BY JAIMIE JULIA WINTERS
A newly formed group of property owners is fighting the creation of a rent control law introduced in March and expected to be voted through by Montclair’s township council on Tuesday, April 7.
The Montclair Property Owners Association has created a petition to stop an ordinance introduced on March 10 that would create rent control in the township. They contend that owners of nearly 800 apartments in Montclair “have committed to a voluntary rent freeze for the next 90 days,” and request the council postpone the vote. The petition has garnered 141 signatures since it launched last week.
For about a year, members of the Tenants Organization of Montclair have been speaking out at council meetings, with at times more than a dozen residents, seniors, social workers, teachers, writers, firefighters and trade workers lining up to tell stories of new landlords taking over their buildings and raising rents and adding new fees for pets and parking, while doing few, if any, upgrades to the apartments.
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At the March 10 council conference meeting, the council introduced a rent control ordinance limiting annual increases to 4.25 percent, and 2.5 percent for seniors. The ordinance exempts two-, three- and four-family residences.
Forty-two percent of Montclair’s housing stock is rental units, according to the Census, with 13.2 percent in two-unit buildings and 10.2 percent in three-to-four units.
At the March 24 council meeting, Ron Simoncini of the property owners association told the council that some members were not aware of the ordinance and they wanted a forum to add their input.
“Some of the members have had properties for over 60 years, most with very modest increase. There is a different story to tell about rent control,” he said.
Councilman Sean Spiller, who introduced the ordinance, said that the discussion has been ongoing for over a year. He said he welcomed their comments through emails, but that the “process is proceeding.”
In a letter posted on the petition, Simoncini contended that the process had been “inequitable” since the council heard only from tenant advocates during its development.
He also claimed the proposed ordinance “features unconstitutional conditions and is unenforceable.”
Association members also said that by voting through the ordinance during the coronavirus pandemic, it would violate the governor’s recent orders on business shutdowns and what local authorities can and can not do during the shutdown.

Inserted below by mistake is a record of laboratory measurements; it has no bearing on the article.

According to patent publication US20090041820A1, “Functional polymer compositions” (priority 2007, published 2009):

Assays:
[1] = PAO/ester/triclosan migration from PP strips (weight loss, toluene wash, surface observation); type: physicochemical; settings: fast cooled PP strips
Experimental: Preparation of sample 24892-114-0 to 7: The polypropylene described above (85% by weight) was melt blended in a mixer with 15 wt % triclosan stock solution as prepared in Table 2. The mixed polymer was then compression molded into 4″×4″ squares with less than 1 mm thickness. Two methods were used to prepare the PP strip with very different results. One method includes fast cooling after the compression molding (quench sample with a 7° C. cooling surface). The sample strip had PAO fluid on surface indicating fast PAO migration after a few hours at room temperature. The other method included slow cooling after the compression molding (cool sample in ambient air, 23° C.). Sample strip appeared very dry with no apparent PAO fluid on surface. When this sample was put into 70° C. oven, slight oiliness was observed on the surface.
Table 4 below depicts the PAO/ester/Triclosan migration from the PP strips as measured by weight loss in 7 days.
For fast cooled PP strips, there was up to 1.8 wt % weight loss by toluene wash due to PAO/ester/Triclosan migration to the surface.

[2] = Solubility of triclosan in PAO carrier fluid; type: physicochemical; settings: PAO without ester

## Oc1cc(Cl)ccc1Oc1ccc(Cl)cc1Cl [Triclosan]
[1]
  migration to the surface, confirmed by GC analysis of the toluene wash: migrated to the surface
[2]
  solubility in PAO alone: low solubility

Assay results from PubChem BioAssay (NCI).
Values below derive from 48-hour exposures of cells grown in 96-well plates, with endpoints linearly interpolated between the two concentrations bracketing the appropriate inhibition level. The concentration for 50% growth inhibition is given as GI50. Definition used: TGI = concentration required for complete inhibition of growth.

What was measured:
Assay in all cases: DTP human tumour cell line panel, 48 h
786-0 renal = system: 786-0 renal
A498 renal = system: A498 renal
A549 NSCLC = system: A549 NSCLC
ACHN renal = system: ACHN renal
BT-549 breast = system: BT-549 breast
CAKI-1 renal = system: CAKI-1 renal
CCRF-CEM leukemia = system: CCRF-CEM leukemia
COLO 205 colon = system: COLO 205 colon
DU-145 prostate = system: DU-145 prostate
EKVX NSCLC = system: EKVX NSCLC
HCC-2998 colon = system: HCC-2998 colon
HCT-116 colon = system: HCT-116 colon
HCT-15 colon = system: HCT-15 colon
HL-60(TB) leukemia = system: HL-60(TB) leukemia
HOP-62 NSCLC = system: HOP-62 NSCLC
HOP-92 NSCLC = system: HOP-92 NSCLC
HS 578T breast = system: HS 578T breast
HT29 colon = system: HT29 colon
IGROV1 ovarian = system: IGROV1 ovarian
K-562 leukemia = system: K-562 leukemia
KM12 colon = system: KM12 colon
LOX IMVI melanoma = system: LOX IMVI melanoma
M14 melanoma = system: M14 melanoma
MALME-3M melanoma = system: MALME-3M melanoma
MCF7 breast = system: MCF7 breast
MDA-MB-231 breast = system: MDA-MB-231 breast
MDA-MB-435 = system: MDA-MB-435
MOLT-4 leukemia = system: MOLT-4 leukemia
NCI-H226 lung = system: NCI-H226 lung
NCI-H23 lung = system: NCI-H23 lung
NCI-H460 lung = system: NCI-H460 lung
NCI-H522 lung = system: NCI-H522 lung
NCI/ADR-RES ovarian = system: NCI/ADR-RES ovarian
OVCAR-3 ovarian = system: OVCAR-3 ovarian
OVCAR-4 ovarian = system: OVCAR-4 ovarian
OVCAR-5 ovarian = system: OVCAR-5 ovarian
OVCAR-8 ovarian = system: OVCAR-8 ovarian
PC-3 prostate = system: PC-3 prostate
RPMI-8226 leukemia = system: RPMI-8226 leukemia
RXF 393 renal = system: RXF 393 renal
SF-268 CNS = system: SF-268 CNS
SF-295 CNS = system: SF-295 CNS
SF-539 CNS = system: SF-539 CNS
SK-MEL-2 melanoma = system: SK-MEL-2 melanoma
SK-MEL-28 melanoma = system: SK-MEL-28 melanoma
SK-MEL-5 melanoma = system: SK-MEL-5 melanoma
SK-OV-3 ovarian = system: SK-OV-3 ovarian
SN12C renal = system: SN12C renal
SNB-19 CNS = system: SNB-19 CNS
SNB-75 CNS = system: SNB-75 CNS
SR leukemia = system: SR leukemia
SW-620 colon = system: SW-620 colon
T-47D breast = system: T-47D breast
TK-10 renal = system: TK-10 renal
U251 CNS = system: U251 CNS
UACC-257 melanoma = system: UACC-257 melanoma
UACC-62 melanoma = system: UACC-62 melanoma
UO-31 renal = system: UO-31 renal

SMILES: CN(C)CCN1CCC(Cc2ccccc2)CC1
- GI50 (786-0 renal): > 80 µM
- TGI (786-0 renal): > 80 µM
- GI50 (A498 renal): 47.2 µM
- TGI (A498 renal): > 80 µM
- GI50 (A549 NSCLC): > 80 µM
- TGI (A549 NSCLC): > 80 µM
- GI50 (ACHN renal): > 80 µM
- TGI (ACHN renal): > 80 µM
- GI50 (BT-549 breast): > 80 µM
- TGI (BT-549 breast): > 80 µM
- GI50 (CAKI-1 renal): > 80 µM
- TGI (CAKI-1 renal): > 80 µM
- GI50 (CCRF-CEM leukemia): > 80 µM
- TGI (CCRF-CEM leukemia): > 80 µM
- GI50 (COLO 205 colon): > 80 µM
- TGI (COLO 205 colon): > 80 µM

“Through its attorney Charles Gormally of Brach Eichler, MPOA also has submitted a legal opinion that not only would voting on the ordinance be in violation of Executive Orders 107 and 108, which are designed to prevent such abuses during the COVID-19 crisis,” he wrote. “As a practical matter it deprives the voters of their right to collect petition signatures that would force a Referendum should the council adopt the Ordinance.”
AhavaFelicidad and Toni Martin, president and vice president of the Tenants Organization of Montclair, said the MPOA is a group that has only popped into local view in the past two weeks and is “not a functioning organization in the community.”
“Simoncini is a public relations representative for real estate companies, who runs seminars on why rent control is a ‘nightmare’ and acts as a hired gun for landlords whenever rent leveling efforts near success in New Jersey communities,” Martin said.
She contends Simoncini was active most recently in attempting to quash Jersey City’s move to expand and update its existing rent control ordinance.
“The landlord association proposes a self-imposed ‘freeze’ on rent hikes during the COVID crisis? Really? Which feckless landlord would try to raise rents now even without the quid pro quo of rent control delay? For decades, Montclair housing advocates have worked to counter the way rapid development and market forces continuously threaten our racially and economically diverse community. Now, this property-owner group attempts to claim high ground in ‘freezing’ rent increases during a severe crisis? It is a shameless ploy, and we say: Sorry, landlords, not on our watch,” Martin said.
Unsuccessful movements to stabilize rents have a long history in Montclair.
In 1979, a rent control plan was voted down by residents, 62 percent to 38. A housing survey conducted about 30 years ago, after the Bay Street Station was built in 1981 and the area, suggested that rent stabilization be investigated. A special referendum failed again in 1986. In 2004, a recommendation for rent stabilization was pulled from the Montclair Affordable Housing Strategy Plan.
More than 6,500 dwellings of Montclair’s housing stock are renter-occupied. Thirty percent of renters pay more than 30 percent of their gross income for rent, according to the 2016 Census.